Fields of gold and some groovy links

Yellow and purple wildflowers in early September, New Mexico.

Late summer wildflowers. I love these early morning walks!

Rather than select one, single Groovy Link of the Month, I thought a list of some interesting links might be fun instead.


The Colours of Reality, a major retrospective of the botanical artist and blues musician, Rory McEwen at the Royal Botanical Gardens at Kew. Rory McEwen was a true Renaissance Man, a type rarely seen in today’s world of narrow specialization. Born and raised in Scotland, he was introduced to the art of botanical painting by his family’s governess, and learned more from Wilfrid Blunt, his art teacher at boarding school. As a young man, he traveled to the US and popularized the music of the famous blues guitarist Leadbelly by performing 12-string blues on the Ed Sullivan Show and on the BBC in the UK. He turned from music to painting exclusively in 1964.

For contemporary botanical artists, his influence matches only that of Margaret Mee, although the two differed in their approach to botanical art. Mee was the classic explorer-scientist, traveling into the Amazon alone or with a guide to paint and gather plant specimens for further study in her São Paulo studio. McEwen, on the other hand, chose to paint individual leaves, petals and plants as individual beings, with their own unique life history and personality, rather than the generic standard of identification normally seen in botanical illustration until that time. Today’s botanical artists seek to create work that uses modernist compostional techniques and unusual subject matter as a direct result of his groundbreaking work that featured decay, scars and a singular moment in time, rather than the illustrative view of a plant detailing its entire reproductive life cycle.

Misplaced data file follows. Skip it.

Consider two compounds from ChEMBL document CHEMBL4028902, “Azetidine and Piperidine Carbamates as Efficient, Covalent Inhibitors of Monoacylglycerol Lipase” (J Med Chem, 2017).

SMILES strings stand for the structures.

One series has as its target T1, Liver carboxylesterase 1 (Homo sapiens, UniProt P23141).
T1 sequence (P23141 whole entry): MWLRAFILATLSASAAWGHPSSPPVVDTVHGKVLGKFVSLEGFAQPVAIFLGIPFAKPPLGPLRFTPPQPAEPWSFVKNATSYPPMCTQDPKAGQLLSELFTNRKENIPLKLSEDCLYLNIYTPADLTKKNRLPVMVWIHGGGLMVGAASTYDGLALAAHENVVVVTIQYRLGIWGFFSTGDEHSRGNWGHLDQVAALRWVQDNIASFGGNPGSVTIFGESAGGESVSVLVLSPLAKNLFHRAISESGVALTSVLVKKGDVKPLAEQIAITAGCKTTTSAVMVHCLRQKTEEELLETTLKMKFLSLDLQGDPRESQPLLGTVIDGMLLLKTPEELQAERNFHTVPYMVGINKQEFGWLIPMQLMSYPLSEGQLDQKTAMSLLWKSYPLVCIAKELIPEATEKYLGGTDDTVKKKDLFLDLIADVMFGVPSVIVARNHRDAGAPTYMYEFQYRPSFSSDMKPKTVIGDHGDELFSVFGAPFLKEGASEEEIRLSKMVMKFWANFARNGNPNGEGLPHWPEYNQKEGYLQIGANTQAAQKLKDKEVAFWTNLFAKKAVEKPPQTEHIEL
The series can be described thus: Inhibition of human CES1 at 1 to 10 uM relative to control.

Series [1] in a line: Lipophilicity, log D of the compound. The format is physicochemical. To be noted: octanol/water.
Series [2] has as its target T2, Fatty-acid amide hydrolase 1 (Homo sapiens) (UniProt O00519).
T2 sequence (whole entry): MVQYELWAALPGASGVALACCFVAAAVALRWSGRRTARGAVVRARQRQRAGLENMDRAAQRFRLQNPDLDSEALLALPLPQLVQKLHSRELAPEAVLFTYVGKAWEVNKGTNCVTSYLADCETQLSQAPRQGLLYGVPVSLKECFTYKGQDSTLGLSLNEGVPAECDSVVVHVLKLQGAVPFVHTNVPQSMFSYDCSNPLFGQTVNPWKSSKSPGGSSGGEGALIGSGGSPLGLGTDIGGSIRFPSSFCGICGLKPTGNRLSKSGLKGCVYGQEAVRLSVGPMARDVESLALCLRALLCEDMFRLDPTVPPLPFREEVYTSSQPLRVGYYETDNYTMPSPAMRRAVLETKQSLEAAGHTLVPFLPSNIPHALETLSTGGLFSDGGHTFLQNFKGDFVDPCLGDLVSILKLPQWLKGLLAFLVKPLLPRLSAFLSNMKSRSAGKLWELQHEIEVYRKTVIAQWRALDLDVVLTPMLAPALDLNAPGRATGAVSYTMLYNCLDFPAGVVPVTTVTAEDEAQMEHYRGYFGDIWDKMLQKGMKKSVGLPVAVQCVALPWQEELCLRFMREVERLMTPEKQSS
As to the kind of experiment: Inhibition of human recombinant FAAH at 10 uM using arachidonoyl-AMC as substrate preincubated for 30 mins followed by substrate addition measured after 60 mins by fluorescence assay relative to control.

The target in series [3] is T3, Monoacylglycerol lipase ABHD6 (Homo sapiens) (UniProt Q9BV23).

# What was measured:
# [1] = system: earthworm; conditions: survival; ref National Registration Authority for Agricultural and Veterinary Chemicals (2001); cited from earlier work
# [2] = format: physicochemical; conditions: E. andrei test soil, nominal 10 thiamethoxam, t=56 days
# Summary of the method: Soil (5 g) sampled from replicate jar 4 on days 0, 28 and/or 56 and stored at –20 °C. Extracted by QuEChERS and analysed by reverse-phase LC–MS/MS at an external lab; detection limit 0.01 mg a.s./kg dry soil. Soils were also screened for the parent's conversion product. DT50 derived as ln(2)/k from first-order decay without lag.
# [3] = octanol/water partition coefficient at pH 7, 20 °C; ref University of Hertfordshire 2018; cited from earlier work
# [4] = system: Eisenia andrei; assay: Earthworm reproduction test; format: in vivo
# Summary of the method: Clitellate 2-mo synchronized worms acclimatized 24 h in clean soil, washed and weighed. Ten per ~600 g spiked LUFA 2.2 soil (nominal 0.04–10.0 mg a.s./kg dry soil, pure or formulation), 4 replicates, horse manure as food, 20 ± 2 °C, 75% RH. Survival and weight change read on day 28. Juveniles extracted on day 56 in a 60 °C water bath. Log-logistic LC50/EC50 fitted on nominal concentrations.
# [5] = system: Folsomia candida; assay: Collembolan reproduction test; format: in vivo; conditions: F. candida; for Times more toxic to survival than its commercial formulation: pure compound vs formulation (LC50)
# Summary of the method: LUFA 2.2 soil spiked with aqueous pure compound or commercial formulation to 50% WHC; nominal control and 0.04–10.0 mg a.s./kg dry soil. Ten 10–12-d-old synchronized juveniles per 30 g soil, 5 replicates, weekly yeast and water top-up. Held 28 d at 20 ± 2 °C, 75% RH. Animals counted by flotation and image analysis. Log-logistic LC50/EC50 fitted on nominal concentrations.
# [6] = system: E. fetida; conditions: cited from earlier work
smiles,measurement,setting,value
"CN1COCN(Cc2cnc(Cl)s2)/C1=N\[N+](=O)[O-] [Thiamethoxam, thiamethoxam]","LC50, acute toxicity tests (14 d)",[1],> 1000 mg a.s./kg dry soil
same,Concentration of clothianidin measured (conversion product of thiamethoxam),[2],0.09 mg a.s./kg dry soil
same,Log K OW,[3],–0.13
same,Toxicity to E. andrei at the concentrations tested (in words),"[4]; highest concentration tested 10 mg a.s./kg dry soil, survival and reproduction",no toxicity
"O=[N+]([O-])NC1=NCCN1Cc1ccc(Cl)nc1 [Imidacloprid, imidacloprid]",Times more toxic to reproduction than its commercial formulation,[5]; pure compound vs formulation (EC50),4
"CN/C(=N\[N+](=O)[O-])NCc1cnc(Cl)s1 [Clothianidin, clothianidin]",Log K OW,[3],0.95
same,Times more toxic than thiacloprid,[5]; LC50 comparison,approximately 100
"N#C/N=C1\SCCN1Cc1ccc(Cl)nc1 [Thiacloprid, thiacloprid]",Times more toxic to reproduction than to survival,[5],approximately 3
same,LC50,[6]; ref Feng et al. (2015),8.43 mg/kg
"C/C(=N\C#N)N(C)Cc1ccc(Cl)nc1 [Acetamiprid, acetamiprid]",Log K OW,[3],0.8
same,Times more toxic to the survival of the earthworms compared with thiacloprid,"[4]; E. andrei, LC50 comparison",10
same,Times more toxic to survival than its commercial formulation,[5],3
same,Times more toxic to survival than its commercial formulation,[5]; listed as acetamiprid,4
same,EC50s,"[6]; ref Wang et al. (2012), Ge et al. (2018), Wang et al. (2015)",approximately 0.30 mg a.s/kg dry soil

Botanical artist Martin J. Allen writes an appreciative essay on the exhibit. Inky Leaves blog by artist JR Shepherd, offers several links and reviews of the exhibit.

The exhibit closes on September 22, so if you’re in London during the next 10 days, try to get a look in!

My favorite Brazilian artist, Beatriz Milhazes, is holding her first major retrospective in her home town of Rio de Janeiro at the Paço Imperial (unfortunately, the center’s own website is still under construction.) Entitled Meu Bem (My Dear), the exhibit runs until October 27. I first encountered her work in London, in an installation at the Gloucester Road Tube station and fell in love with her cheerfully rigorous geometric abstractions. Despite her international success in the last 20 years, Milhazes continues to live and work in the historic Jardim Botânico bairro of Rio de Janeiro.

Cool jobs:

The exhibit artists who create the awesomely naturalistic exhibits at the Bronx Zoo.

Biocreativity blog interviews scientific illustrator Emily M. Eng.

Botanical and biological news:

The Indian Botanists’ Journal blog describes air-cloning the Neomalarckia caramba (Roxb.) That spherical blossom looks like a 1950’s George Nelson chandelier! Fab-a-licious.

The Metropolitan Museum of Art describes the medieval history of the flower we now know as the carnation.

A 1-millimeter long water beetle was discovered on the campus of the Ateneo de Manila University in Manila, the Philippines. Beyond the excitement aroused by the fact that a new species has been discovered in the world’s most densely populated city, the interesting point is that the university campus grounds consist of reclaimed waterways and second-generation forest growth, the type of natural environments often thought of as too degraded to host significant amounts of species or permanent habitats for them.


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